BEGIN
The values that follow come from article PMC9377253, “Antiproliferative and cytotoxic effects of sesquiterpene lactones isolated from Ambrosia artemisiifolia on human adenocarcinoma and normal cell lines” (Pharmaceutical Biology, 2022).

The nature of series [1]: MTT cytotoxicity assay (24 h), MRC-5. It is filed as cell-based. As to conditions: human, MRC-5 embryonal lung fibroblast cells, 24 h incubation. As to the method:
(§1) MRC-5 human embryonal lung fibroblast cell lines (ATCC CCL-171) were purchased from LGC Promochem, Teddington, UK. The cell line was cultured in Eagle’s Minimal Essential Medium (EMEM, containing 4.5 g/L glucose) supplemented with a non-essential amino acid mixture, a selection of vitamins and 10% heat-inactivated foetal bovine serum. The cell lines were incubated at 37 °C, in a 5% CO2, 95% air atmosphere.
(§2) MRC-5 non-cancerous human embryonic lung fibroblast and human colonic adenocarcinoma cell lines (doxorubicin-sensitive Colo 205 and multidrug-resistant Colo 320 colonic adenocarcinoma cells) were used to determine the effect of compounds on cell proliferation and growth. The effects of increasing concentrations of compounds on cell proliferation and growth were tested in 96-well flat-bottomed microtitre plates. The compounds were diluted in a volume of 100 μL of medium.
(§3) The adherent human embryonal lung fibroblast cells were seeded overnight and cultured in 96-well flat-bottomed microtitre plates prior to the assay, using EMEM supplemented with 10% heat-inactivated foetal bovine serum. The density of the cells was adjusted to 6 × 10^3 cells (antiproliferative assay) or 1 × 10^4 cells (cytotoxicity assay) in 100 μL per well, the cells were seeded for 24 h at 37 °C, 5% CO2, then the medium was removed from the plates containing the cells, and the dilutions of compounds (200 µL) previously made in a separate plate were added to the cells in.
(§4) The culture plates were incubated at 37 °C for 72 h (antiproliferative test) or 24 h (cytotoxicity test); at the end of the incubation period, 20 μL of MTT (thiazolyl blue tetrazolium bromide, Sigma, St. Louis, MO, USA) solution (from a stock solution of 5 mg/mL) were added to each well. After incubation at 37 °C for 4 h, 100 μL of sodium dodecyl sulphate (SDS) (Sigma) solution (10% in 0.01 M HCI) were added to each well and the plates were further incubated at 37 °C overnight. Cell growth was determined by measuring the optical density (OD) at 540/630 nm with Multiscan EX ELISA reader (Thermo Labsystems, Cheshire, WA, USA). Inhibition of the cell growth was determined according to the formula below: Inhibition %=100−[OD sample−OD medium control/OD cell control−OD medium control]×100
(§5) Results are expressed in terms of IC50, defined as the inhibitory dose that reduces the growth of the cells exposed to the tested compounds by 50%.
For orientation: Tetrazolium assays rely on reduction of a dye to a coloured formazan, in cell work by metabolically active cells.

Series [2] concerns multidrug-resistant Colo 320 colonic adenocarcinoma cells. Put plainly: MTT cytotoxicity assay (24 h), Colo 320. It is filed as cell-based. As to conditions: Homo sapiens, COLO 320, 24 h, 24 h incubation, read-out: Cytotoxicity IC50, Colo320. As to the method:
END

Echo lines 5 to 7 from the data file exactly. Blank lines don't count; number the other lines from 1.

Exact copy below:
(§3) The adherent human embryonal lung fibroblast cells were seeded overnight and cultured in 96-well flat-bottomed microtitre plates prior to the assay, using EMEM supplemented with 10% heat-inactivated foetal bovine serum. The density of the cells was adjusted to 6 × 10^3 cells (antiproliferative assay) or 1 × 10^4 cells (cytotoxicity assay) in 100 μL per well, the cells were seeded for 24 h at 37 °C, 5% CO2, then the medium was removed from the plates containing the cells, and the dilutions of compounds (200 µL) previously made in a separate plate were added to the cells in.
(§4) The culture plates were incubated at 37 °C for 72 h (antiproliferative test) or 24 h (cytotoxicity test); at the end of the incubation period, 20 μL of MTT (thiazolyl blue tetrazolium bromide, Sigma, St. Louis, MO, USA) solution (from a stock solution of 5 mg/mL) were added to each well. After incubation at 37 °C for 4 h, 100 μL of sodium dodecyl sulphate (SDS) (Sigma) solution (10% in 0.01 M HCI) were added to each well and the plates were further incubated at 37 °C overnight. Cell growth was determined by measuring the optical density (OD) at 540/630 nm with Multiscan EX ELISA reader (Thermo Labsystems, Cheshire, WA, USA). Inhibition of the cell growth was determined according to the formula below: Inhibition %=100−[OD sample−OD medium control/OD cell control−OD medium control]×100
(§5) Results are expressed in terms of IC50, defined as the inhibitory dose that reduces the growth of the cells exposed to the tested compounds by 50%.